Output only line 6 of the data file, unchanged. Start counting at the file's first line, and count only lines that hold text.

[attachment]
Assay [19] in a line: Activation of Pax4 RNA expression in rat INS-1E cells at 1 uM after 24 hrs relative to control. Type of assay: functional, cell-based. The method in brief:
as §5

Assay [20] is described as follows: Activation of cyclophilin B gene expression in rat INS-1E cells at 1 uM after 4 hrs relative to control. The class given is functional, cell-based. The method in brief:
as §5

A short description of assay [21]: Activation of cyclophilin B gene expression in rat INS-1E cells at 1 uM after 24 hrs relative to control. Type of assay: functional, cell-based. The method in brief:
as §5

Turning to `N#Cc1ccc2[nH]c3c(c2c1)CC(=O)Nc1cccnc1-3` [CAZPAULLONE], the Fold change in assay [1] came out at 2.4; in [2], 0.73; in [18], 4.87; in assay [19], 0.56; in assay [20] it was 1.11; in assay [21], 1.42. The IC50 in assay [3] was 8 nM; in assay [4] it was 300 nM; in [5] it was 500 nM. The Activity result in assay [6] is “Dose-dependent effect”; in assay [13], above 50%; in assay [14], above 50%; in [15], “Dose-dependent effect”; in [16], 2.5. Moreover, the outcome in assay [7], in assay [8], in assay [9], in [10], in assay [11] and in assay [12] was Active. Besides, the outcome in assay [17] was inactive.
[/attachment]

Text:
as §5